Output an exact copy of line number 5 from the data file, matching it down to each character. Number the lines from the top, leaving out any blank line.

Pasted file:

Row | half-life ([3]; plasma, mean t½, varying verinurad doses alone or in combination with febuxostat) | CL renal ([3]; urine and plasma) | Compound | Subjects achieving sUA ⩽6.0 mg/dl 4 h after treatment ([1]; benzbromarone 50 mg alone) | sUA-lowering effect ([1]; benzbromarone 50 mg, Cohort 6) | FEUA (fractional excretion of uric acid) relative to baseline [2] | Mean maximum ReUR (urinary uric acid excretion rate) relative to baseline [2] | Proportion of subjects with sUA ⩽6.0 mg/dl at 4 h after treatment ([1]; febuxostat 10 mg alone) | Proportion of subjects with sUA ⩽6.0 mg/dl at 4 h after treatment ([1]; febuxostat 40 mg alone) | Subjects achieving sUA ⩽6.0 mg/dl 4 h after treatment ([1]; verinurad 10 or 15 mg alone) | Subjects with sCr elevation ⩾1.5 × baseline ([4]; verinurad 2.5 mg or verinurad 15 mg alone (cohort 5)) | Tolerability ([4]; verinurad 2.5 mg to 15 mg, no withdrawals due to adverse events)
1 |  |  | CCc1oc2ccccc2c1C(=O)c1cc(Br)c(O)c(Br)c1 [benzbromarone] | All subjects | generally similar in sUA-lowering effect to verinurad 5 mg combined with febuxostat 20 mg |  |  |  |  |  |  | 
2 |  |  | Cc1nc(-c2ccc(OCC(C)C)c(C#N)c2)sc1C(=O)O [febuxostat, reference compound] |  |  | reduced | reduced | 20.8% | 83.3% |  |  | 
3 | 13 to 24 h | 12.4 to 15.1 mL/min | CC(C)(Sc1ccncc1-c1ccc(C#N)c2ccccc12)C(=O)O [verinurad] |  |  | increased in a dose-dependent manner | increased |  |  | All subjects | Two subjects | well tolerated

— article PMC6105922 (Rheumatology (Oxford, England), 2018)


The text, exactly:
— article PMC6105922 (Rheumatology (Oxford, England), 2018)